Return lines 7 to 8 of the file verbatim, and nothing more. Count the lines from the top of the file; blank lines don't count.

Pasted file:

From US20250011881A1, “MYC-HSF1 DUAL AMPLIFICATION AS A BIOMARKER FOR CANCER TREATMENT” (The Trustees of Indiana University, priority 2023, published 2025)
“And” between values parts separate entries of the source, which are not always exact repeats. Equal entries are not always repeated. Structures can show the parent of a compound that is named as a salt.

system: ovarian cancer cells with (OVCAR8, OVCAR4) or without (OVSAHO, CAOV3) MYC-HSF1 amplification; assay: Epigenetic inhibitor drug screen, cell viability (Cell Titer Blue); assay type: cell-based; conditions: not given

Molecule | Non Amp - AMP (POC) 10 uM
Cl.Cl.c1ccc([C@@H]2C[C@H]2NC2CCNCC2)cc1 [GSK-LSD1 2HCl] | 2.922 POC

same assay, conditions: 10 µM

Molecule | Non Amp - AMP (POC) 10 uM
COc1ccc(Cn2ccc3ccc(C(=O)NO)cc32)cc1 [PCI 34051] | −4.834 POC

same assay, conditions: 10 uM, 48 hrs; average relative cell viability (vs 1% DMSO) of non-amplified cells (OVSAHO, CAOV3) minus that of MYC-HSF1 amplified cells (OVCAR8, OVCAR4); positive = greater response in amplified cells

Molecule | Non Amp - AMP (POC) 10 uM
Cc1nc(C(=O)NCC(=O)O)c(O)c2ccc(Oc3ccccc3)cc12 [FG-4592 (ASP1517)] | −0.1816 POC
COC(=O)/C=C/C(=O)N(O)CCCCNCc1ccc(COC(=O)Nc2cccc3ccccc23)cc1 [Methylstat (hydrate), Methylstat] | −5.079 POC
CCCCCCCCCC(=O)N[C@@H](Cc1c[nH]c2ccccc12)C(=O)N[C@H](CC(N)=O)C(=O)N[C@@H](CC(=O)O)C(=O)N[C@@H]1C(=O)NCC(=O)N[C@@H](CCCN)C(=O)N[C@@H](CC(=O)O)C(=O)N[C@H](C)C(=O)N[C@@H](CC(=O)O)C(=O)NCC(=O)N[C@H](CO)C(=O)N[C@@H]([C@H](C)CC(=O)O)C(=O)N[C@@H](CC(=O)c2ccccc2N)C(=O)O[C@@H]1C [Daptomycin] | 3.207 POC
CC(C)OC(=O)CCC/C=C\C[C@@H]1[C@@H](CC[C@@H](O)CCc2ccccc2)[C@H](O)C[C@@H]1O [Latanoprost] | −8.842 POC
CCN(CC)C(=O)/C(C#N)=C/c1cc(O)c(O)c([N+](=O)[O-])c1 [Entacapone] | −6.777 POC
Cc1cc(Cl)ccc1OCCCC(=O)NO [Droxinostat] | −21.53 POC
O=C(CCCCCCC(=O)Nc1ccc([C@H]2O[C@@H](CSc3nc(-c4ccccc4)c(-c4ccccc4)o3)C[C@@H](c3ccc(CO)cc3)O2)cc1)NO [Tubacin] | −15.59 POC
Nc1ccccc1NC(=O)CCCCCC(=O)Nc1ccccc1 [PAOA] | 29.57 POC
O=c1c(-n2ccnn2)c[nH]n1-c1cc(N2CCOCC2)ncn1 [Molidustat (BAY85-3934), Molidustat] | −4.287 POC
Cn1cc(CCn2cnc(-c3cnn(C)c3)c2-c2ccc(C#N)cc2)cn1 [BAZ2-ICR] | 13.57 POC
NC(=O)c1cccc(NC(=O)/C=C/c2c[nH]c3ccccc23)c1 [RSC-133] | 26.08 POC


Molecule | Non Amp - AMP (POC) 10 uM
COc1ccc(Cn2ccc3ccc(C(=O)NO)cc32)cc1 [PCI 34051] | −4.834 POC